When I hear stories about how my parents were raised, and who raised them, I realize how much they mirror the childhood my parents created for me and my siblings. My mother’s childhood was one of adventure and constant movement. “We would eat breakfast atone person’s house, lunch at another’s, and everyone would sleepover at mine,” she says. “We shared grandmas, grandpas. Kids are everyone’s responsibility.”
From the age of four, my father was raised by his grandmother, Furqan, the woman I was named after. She was responsible for dropping him off at nursery school, for his religious and cultural education, for cooking his meals. “She was my roommate,” my father says, describing their closeness. The older Furqan passed away in 1996, but her role as primary caregiver to her grandchildren has been passed down.
The immigrant conception of kinship and the “traditional family” continues. And none of the older women who helped raise me slowed down as they aged. Instead, they stepped into their new roles as pillars of their households.
The idea of the “nuclear family” has shifted for all of us during Covid-19, depending on who we are quarantining with and who it is safe to be around. This current health crisis has made it so I cannot be with my grandparents the way I usually would be. Recipe sharing and lectures on religion that would take place in their kitchen or our living room are now transmitted through the phone.
The ongoing pandemic has proven more than once that what is “normal” can change quickly. Quarantining, masks and standing six feet apart in public spaces have all taken some getting used to, and the fact that my house feels a little more empty than normal has as well. Covid-19 has revealed there is a lot to reconsider about how we relate to each other. Family is a social institution, and like any social institution, its arrangements impact us all.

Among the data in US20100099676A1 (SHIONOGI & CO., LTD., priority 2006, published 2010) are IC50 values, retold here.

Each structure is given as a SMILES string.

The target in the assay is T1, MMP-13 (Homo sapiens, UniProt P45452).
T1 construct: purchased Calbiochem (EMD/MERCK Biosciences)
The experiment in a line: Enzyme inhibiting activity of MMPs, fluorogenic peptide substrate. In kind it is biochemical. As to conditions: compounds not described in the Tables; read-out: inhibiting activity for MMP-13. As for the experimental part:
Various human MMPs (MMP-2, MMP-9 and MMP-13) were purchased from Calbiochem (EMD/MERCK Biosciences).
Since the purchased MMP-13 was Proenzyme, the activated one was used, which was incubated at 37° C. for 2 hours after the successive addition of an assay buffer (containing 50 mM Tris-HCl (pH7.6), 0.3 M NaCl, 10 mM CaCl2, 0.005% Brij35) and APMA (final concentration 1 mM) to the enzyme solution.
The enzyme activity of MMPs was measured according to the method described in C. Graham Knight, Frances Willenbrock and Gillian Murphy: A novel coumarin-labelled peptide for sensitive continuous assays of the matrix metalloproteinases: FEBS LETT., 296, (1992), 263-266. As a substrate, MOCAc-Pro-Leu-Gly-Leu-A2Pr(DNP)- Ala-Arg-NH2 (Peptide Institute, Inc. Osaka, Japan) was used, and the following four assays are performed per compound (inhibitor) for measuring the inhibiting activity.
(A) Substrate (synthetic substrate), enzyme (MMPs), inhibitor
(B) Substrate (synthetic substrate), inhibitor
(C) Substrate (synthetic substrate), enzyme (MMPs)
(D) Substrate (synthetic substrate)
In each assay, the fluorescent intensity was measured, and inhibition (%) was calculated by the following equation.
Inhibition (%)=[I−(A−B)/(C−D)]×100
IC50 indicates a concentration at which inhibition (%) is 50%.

Current circumstances have forced us to examine how our cities are shaped and governed. Dealing with questions around infrastructure and long-term care homes will require a more nuanced outlook on ageing and how we build communities with our elders in mind. Attempting to find answers to these issues raises so many questions. What does it mean to age “the right way?” What does it mean to fully appreciate the roles older people play in our communities? How can we do a better job of honouring elders, and their contributions to our lives, especially when we can’t be around them?
If Ayeeyo Barliin were able to be here with me, in her usual spot on my gold and brown living room couch, she’d beckon me to her side and say, “Aamus, taas way ka badan tahay madaxaaga.” “Hush, now. That is too much for your head alone."
A version of this essay originally appeared in the Local.
Furqan Mohamed is a writer from Toronto. Her work has appeared in publications such as Feels Zine, Mimp magazine and Room magazine. She is a former journalism fellow at the Local and an undergraduate student at the University of Toronto.